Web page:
If it's early September when you're reading this, then I am in Chicago. The International Manufacturing Technology Show—IMTS—is held during the first half of September in every even-numbered year. In recent years, the show has run for eight consecutive days starting with first Wednesday after Labor Day. This year, that means the last day of the show coincides with a date that all of us know too well.
At the moment I write these words, I have yet to hear of any specific plans for commemorating this date at the show. My guess is that most exhibitors, as well as the show's planners, are still uncertain as to what gesture or tribute would fit the day's solemnity. The anniversary is too big to ignore, and yet we are all too small to know how best to acknowledge it.
It's a difficult matter. Others—specifically, in broadcasting and in government—are wrestling with it too. And in each of these quarters there is a pat answer that doesn't fit. Honor the day with TV specials? Not if they include commercials, because our shared emotion about this day shouldn't be commandeered to assemble an audience for advertisers. And what about declaring a holiday? Also no, because holidays devolve too easily into vacation days. On Memorial Day, for example, most of us forget to remember.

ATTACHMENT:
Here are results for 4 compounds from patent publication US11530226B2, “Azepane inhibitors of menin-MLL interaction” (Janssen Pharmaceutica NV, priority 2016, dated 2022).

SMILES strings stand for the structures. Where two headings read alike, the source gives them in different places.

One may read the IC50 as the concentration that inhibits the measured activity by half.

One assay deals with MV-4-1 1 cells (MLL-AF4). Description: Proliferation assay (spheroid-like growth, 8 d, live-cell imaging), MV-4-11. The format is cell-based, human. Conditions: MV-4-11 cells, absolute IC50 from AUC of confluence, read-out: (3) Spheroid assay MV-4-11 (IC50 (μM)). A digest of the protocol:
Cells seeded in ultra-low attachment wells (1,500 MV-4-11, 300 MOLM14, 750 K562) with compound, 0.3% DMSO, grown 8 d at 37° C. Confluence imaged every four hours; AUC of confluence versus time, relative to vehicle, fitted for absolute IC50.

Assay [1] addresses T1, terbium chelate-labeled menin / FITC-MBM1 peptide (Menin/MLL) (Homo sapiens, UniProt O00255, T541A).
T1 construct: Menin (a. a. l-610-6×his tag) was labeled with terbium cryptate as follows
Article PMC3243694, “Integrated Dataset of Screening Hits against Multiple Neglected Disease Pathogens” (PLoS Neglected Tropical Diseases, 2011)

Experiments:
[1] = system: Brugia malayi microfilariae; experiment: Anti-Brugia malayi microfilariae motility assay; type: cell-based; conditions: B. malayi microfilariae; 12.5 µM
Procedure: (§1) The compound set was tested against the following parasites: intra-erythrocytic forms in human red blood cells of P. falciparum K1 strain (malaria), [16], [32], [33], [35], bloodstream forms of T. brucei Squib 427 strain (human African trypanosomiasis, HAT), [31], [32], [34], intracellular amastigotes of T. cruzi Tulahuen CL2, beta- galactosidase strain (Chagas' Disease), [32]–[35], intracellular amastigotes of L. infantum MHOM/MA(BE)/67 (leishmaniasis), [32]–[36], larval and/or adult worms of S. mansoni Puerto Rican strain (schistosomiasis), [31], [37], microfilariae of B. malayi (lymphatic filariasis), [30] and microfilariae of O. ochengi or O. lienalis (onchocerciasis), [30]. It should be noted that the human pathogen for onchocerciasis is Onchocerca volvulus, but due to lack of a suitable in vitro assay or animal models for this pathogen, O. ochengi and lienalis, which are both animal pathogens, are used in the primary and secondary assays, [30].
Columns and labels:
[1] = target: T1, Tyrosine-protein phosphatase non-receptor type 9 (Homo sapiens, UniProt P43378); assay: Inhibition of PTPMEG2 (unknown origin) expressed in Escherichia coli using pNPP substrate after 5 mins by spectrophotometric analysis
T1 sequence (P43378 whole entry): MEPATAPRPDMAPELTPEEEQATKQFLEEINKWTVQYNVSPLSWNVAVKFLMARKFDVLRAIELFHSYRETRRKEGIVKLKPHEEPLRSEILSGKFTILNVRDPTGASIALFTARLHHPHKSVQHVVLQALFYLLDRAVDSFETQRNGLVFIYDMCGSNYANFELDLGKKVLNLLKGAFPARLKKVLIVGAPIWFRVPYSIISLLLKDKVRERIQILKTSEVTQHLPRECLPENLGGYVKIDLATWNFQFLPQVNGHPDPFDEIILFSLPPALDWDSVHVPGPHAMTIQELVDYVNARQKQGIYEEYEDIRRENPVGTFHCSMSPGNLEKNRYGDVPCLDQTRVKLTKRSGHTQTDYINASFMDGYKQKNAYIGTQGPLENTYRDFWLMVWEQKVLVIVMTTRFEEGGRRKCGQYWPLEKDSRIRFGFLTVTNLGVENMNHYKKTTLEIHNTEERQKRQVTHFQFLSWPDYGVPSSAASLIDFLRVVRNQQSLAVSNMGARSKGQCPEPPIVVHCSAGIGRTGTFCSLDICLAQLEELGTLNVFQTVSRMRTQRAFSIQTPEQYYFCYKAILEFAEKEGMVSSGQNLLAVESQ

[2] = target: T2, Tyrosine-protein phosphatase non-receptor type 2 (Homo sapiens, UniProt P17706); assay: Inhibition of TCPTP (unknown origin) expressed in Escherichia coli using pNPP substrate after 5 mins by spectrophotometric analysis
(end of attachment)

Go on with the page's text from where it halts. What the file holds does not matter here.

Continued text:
In fact, declaring a holiday actually would be the less appropriate of these two ideas. Mass-media callousness at least would be business as usual, on a day when business as usual is what the murderers tried to disrupt. In place of a day off, this date should be the one occasion on our calendar when we are conscious of a commitment to continue forward.
Maybe you're at IMTS with me, reading from a copy of this issue that you picked up at the show. If so, take another look around. Look at the scope. Even in a down year, the show is enormous: 1.3 million square feet, 1,300 exhibitors and probably 100,000 registered attendees. We live in a place of such bounty, safety and hope that we can devote all of this just to thinking about manufacturing, just to the search for ways to serve one another better by producing more efficiently.
This is the kind of nation we have. And this is the nature of our civilization.
While others hate, in other words, we keep on showing up for work. A trade show such as IMTS—or for that matter, a harvest, a shipment, a construction project, a school day, a financial projection, or any other effort aimed at making instead of destroying—is perhaps the most fitting tribute we can give.